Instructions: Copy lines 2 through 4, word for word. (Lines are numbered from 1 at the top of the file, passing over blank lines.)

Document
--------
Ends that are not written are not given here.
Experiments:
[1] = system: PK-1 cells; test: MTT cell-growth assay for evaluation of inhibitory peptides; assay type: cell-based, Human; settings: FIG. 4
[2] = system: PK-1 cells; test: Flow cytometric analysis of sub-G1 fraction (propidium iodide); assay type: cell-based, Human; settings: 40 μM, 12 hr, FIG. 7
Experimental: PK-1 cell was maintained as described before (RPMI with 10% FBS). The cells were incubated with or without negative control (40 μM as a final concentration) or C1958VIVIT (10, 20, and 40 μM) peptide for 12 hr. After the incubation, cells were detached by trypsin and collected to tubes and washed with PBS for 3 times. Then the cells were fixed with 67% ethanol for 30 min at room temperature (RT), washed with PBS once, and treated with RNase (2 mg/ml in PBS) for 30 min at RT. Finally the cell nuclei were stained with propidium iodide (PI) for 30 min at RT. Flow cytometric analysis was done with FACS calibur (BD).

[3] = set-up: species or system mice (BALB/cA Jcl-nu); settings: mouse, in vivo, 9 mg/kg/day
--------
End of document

Experiments:
[1] = system: PK-1 cells; test: MTT cell-growth assay for evaluation of inhibitory peptides; assay type: cell-based, Human; settings: FIG. 4
[2] = system: PK-1 cells; test: Flow cytometric analysis of sub-G1 fraction (propidium iodide); assay type: cell-based, Human; settings: 40 μM, 12 hr, FIG. 7